Once Mac asked Waylon Jennings if he’d ever done anything like driving around and playing the mandolin. Waylon said that he and George Jones used to load up a car with guitars and alcohol and drive west. If they needed four songs, they would turn around after they’d finished two.
Kenny Chesney has an album out, Songs for the Saints, with all the proceeds from going hurricane relief in the Virgin Islands. He invited Mac to sing a duet with him. Mac chose to cover Jimmy Buffet’s topical “Trying to Reason with Hurricane Season.”
In 2008, Mac had his ninth chart appearance as a guest vocalist when Kenny went to #1 with his “Down the Road.” Kenny called Mac up and said, “We’re going to cut one of your songs. I don’t care which one.” When Mac got to the studio, Kenny asked which song he wanted to do, and assured him that he knew a lot of his songs. With typical humor, Mac joked that he know a lot of his own songs, too. He turned the question back on Kenny. Kenny relented and said that, while he didn’t have any children, if he did, he’d want to say to them what Mac said to his kids in “Down.”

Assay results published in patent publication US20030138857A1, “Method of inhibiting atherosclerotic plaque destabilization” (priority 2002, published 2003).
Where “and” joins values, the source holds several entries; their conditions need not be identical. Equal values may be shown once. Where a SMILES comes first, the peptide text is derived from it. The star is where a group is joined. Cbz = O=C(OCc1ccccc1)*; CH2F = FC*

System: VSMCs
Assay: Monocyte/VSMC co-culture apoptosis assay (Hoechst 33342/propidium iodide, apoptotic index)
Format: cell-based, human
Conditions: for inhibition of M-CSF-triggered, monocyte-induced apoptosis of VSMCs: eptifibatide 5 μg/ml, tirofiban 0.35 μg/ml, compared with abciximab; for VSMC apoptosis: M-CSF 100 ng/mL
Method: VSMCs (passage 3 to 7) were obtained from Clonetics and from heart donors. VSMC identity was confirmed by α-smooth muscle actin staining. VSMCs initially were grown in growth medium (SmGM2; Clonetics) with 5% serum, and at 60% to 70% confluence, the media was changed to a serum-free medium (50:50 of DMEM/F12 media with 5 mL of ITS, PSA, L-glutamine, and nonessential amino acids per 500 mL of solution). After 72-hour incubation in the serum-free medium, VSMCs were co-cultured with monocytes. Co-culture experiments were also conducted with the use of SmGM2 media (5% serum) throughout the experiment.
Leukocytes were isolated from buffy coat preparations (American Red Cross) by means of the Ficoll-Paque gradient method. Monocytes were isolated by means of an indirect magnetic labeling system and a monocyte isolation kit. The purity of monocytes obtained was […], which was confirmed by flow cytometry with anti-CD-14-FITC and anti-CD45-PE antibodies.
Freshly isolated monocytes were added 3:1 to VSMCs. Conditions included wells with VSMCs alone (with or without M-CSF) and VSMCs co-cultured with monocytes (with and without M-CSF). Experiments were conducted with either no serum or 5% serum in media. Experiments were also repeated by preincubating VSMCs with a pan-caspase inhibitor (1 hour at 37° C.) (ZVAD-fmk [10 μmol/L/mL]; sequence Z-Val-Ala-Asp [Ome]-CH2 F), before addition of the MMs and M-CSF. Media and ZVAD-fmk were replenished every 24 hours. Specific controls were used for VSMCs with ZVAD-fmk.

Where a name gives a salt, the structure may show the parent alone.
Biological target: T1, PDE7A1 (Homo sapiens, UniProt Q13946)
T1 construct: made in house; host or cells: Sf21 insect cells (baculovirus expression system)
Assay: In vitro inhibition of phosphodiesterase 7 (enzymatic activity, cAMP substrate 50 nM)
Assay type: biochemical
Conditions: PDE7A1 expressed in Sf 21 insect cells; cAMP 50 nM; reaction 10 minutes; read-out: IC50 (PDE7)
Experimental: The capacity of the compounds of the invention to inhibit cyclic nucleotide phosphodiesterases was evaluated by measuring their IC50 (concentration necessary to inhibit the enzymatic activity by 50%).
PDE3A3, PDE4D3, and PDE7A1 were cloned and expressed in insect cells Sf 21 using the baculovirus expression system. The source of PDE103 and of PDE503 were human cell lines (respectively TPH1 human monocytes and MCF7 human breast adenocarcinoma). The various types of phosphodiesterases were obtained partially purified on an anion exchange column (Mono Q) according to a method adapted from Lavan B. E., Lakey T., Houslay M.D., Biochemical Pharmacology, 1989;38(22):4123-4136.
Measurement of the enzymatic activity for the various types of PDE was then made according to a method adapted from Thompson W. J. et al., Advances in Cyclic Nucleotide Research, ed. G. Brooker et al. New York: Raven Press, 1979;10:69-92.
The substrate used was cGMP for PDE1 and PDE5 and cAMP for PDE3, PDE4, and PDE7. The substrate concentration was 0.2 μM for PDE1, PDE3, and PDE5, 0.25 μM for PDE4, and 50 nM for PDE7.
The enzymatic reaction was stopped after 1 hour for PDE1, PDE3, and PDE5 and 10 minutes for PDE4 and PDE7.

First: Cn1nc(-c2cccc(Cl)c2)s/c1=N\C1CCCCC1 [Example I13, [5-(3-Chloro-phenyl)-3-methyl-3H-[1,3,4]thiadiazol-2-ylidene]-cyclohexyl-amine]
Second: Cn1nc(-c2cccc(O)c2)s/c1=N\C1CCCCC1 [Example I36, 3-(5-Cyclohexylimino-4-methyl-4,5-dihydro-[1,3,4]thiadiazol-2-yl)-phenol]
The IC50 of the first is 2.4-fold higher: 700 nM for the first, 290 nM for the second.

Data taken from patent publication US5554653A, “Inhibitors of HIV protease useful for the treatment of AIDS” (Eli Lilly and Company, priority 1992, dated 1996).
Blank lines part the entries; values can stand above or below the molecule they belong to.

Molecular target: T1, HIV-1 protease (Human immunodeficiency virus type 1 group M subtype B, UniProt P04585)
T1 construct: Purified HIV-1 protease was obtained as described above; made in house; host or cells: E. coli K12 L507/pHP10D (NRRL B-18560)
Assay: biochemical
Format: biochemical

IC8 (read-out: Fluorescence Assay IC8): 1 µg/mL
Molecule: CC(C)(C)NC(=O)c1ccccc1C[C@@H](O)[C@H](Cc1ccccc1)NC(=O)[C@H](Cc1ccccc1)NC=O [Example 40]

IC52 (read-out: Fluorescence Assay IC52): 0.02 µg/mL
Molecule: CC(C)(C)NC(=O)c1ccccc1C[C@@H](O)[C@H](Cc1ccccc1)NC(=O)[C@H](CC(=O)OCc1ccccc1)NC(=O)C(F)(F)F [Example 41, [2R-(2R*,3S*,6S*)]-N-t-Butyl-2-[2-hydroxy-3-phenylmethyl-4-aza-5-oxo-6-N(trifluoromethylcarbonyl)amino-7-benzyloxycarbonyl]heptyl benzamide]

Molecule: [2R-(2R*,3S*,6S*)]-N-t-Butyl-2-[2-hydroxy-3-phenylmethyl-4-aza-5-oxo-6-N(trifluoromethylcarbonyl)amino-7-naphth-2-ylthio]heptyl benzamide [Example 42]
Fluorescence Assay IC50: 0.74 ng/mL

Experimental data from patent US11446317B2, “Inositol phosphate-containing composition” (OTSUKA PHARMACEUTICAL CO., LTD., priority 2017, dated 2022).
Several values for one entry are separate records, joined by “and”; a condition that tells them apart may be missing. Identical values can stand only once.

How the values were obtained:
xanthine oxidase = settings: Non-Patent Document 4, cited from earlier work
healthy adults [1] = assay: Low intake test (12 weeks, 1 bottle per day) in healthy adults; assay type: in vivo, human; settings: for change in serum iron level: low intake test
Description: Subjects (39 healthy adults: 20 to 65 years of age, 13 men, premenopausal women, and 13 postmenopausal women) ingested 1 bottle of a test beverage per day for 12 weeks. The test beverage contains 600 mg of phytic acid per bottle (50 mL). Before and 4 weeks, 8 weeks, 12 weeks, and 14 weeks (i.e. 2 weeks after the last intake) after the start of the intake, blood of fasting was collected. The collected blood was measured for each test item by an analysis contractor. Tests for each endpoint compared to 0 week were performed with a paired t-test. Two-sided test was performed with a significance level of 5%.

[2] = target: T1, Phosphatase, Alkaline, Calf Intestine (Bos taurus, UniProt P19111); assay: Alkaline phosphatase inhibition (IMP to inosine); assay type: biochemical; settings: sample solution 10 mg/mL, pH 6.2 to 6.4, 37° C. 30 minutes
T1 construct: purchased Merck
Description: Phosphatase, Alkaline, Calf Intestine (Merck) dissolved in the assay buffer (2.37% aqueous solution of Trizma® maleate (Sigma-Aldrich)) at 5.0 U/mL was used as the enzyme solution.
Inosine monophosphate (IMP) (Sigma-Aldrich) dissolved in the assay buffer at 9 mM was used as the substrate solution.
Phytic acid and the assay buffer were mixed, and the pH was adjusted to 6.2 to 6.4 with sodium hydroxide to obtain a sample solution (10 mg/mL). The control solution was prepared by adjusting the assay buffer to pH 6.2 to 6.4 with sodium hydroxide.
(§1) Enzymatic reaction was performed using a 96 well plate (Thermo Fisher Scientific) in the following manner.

Mac had charted, but only reached #70, 18 years earlier, with his original recording of the song. He wrote it in the early morning hours of Christmas 1987, after staying up all night working on a gift for one of his children that had been advertised as “no assembly required.” At about 3am, he discovered that he needed D batteries, and had to go out to get them. When he got back home, he had an hour and a half before daylight, so he wrote a song to his daughters. While he got a Grammy nomination in addition to the #1 hit, he said the best thing about the song is the still feeling he had that Christmas morning with his family.